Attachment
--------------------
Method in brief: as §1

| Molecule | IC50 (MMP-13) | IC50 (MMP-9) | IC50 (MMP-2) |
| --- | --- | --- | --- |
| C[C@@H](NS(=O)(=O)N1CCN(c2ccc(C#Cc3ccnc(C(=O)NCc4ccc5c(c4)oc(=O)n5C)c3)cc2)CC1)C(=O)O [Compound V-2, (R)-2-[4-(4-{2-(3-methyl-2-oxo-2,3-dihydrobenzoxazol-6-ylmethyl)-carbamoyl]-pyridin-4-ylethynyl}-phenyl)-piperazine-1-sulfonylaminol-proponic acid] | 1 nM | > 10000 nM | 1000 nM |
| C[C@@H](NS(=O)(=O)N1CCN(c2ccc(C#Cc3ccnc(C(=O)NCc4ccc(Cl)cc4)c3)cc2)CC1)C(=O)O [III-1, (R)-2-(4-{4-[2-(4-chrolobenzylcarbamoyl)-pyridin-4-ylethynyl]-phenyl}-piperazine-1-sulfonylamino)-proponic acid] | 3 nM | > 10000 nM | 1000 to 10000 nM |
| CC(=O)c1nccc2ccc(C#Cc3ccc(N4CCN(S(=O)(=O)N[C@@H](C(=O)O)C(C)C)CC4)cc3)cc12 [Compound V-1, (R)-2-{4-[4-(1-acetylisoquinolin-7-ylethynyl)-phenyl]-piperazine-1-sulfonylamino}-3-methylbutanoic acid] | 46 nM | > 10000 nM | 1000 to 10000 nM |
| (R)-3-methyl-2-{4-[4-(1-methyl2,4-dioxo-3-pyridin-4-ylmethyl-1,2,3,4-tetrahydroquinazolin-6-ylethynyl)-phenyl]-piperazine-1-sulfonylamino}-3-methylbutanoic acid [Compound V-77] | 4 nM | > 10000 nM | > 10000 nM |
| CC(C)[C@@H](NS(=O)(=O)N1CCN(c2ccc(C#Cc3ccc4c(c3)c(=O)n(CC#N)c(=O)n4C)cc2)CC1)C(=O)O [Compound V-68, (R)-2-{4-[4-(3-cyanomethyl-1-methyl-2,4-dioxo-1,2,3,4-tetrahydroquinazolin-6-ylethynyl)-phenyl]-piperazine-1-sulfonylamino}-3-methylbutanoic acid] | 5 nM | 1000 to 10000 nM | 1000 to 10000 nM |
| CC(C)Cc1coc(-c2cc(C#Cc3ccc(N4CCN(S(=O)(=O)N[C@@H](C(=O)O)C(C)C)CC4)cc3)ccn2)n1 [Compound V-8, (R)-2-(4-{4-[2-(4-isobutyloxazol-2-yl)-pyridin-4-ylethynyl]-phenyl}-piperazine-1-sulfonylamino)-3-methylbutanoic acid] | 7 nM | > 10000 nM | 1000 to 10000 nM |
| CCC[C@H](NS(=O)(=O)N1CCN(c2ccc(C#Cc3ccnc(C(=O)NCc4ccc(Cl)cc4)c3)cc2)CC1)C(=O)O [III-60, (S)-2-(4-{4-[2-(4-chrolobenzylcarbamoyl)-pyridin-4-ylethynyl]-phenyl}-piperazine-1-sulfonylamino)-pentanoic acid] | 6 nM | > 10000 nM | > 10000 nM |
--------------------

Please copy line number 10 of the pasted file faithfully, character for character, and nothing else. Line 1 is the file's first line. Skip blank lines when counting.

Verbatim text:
| CCC[C@H](NS(=O)(=O)N1CCN(c2ccc(C#Cc3ccnc(C(=O)NCc4ccc(Cl)cc4)c3)cc2)CC1)C(=O)O [III-60, (S)-2-(4-{4-[2-(4-chrolobenzylcarbamoyl)-pyridin-4-ylethynyl]-phenyl}-piperazine-1-sulfonylamino)-pentanoic acid] | 6 nM | > 10000 nM | > 10000 nM |